Vermont Fall Foliage (Photo courtesy of GoStowe.com)

A Fall Weekend in Vermont’s Green Mountains

Much like a friend who comes to visit but once a year, fall is finally upon us. Cooler weather, changing leaves, harvest and, of course, the looming holiday season make it my favorite time of year. I suffer sudden cravings for pears and apples and anything involving pumpkin, and, for some reason, I feel an inexplicable longing to be in New England.

Perhaps it stems from a childhood filled with Peanuts specials and holiday shows that always involved hayride sing-alongs or sleigh rides through the fields. Perhaps it’s a rebellion against spending most of my life in the desert southwest, the polar opposite of New England. Either way, the longing became plans for a fall jaunt to experience farmers markets, autumn foliage and the quintessential New England.

Starting Point

Not living in New England, I needed someplace to start, a little advice on where to go and what to see, as well as a literal starting point. Traveler extraordinaire Samantha Brown suggested the Green Mountains of Vermont and, after a little research, an itinerary was set for a long weekend with three principle goals:

  • The internationally famous fall colors New England is known for
  • Quaint New England towns and villages
  • Farmers markets

The research all pointed to Route 100, which runs north-south almost the entire length of the state and right through the Green Mountains. With easy access from the airport in Burlington, Waterbury makes a great base for a few days of short trips throughout the region.

Day One: Waterbury

Waterbury Fall Collage

Waterbury, Vermont, is home to Ben & Jerry’s Ice Cream and Green Mountain Coffee, and is a great base for exploring the Green Mountains.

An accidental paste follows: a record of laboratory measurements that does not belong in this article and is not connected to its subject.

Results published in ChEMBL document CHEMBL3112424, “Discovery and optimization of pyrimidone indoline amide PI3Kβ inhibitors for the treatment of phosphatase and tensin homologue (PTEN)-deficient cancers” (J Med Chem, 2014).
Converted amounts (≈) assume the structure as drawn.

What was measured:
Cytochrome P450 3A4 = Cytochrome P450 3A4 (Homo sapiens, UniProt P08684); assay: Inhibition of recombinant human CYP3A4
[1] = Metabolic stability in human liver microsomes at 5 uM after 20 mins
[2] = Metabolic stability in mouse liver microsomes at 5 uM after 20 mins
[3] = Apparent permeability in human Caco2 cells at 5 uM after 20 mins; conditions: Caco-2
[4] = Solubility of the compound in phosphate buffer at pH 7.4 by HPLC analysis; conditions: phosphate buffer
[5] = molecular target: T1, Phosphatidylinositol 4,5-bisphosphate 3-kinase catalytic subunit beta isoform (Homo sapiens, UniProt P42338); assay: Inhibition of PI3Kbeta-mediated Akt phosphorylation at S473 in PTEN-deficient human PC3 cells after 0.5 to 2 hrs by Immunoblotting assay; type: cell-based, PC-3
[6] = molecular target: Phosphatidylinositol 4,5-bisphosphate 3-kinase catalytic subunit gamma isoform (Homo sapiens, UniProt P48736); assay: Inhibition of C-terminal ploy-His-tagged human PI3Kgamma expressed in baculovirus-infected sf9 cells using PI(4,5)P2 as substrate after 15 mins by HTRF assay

You couldn’t ask for a more idyllic New England town or a better “base camp”. For one thing, it’s home to two of my favorite things: Ben & Jerry’s Ice Cream and Green Mountain Coffee. Right away, I’ve lost leaf peeping time to factory tours, gift shops, cafes and parlors, but Waterbury hosts a farmers market (Thursdays, mid-May through mid-October), so that gets checked on my list. You also should not resist the urge to stop in the Cold Hollow Cider Mill (Cider Donuts – ‘nuff said). Along with Green Mountain Coffee and Ben & Jerry’s Ice Cream Plant, they offer tours (some self-guided), have wonderful gift shops and, best of all, samples.

If you’re a beer nut, plan a stop at The Alchemist Brewery as well; they also offer self-guided tours and tasting of their flagship Double IPA, Heady Topper. Two other personal favorites, cheese and chocolate, nearly cohabitate in Waterbury. Cabot Creamery and Lake Champlain Chocolates share a building – and offer samples! Cabot is a living piece of Vermont history, started in 1919 as a cooperative of 100 Vermont farmers and continuing today producing two million tons of cheese and butter a day. Next door, Lake Champlain Chocolates is home to Vogue magazine’s “ultimate chocolate bar,” the 5 Star Bar, in a variety of sinful flavors. With such a collection of boutiques and attractions in the area, it’s easy to see why this section of Route 100 is known as “Enticement Highway”.

The café at the Green Mountain Coffee Visitor’s Center, in the historic train station, is a wonderful place to start the day with a shot of caffeine to get you going. Even in the fall, temperatures are warm enough that you can walk comfortably around town before venturing up Route 100 (Waterbury-Stowe Road) to see (heading north) The Alchemist Brewery, Ben & Jerry’s Ice Cream Plant and Scoop Shop, Cabots and Lake Champlain Chocolates, and Cold Hollow Cider in Waterbury Center.

There are many lodging options, from motels to resorts and a host of B&Bs. The Old Stagecoach Inn is both convenient and classic. The restored 1826 building has been a private residence, a tavern and, yes, a stagecoach stop, and is listed on the National Register of Historic Places. Today, it’s a beautiful bed and breakfast that seems the very essence of New England with what could be the best location in town! There are plenty of rooms but not all have private baths, which can work in your favor if you’re traveling as a family and want to save a few dollars. You can also save a bit if you’re traveling off-season; Fall Foliage rates last through 10/21 and Holiday rates start on Christmas Eve. The bountiful breakfast is very highly rated – and not over rated!

If you’re just passing through Waterbury, I would plan this stop late in your trip because you will most likely be stocking up on gifts and tasty souvenirs here. It’s easy to make a full day of Waterbury but, if you’re pressed for time, you can also squeeze in Day Two’s agenda.